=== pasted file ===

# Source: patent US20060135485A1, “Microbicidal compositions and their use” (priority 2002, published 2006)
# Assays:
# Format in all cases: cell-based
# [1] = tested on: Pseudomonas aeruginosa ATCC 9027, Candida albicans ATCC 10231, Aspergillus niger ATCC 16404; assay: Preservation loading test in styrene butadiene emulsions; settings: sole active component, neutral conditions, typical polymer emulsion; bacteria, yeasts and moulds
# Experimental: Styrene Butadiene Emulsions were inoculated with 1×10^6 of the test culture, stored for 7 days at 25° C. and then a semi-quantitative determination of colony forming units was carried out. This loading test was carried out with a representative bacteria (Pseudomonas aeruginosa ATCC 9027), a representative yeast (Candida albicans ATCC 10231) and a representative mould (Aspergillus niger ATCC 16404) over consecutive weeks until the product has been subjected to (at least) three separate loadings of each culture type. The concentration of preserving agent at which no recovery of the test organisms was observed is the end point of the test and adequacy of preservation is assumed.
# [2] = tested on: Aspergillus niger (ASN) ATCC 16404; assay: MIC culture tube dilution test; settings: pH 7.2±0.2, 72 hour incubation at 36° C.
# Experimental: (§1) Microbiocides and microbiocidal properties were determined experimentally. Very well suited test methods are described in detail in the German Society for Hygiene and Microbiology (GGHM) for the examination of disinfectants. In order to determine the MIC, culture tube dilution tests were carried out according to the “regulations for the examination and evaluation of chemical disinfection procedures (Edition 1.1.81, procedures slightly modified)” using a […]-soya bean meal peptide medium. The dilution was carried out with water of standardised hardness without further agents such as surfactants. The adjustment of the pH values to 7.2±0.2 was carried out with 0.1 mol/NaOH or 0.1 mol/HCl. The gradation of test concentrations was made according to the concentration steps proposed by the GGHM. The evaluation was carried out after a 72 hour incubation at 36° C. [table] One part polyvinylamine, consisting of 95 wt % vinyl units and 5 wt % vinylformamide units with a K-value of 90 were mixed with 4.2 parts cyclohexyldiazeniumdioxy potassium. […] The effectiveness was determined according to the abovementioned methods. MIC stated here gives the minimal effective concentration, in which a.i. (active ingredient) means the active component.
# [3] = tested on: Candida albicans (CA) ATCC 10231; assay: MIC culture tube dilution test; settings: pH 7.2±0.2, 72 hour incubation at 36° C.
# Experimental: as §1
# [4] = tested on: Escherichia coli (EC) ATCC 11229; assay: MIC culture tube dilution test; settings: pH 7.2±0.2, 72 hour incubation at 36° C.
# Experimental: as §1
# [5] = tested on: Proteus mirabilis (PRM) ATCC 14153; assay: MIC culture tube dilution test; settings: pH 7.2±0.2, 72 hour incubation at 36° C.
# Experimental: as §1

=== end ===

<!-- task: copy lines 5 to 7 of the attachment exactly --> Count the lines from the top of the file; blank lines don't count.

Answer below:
# Experimental: Styrene Butadiene Emulsions were inoculated with 1×10^6 of the test culture, stored for 7 days at 25° C. and then a semi-quantitative determination of colony forming units was carried out. This loading test was carried out with a representative bacteria (Pseudomonas aeruginosa ATCC 9027), a representative yeast (Candida albicans ATCC 10231) and a representative mould (Aspergillus niger ATCC 16404) over consecutive weeks until the product has been subjected to (at least) three separate loadings of each culture type. The concentration of preserving agent at which no recovery of the test organisms was observed is the end point of the test and adequacy of preservation is assumed.
# [2] = tested on: Aspergillus niger (ASN) ATCC 16404; assay: MIC culture tube dilution test; settings: pH 7.2±0.2, 72 hour incubation at 36° C.
# Experimental: (§1) Microbiocides and microbiocidal properties were determined experimentally. Very well suited test methods are described in detail in the German Society for Hygiene and Microbiology (GGHM) for the examination of disinfectants. In order to determine the MIC, culture tube dilution tests were carried out according to the “regulations for the examination and evaluation of chemical disinfection procedures (Edition 1.1.81, procedures slightly modified)” using a […]-soya bean meal peptide medium. The dilution was carried out with water of standardised hardness without further agents such as surfactants. The adjustment of the pH values to 7.2±0.2 was carried out with 0.1 mol/NaOH or 0.1 mol/HCl. The gradation of test concentrations was made according to the concentration steps proposed by the GGHM. The evaluation was carried out after a 72 hour incubation at 36° C. [table] One part polyvinylamine, consisting of 95 wt % vinyl units and 5 wt % vinylformamide units with a K-value of 90 were mixed with 4.2 parts cyclohexyldiazeniumdioxy potassium. […] The effectiveness was determined according to the abovementioned methods. MIC stated here gives the minimal effective concentration, in which a.i. (active ingredient) means the active component.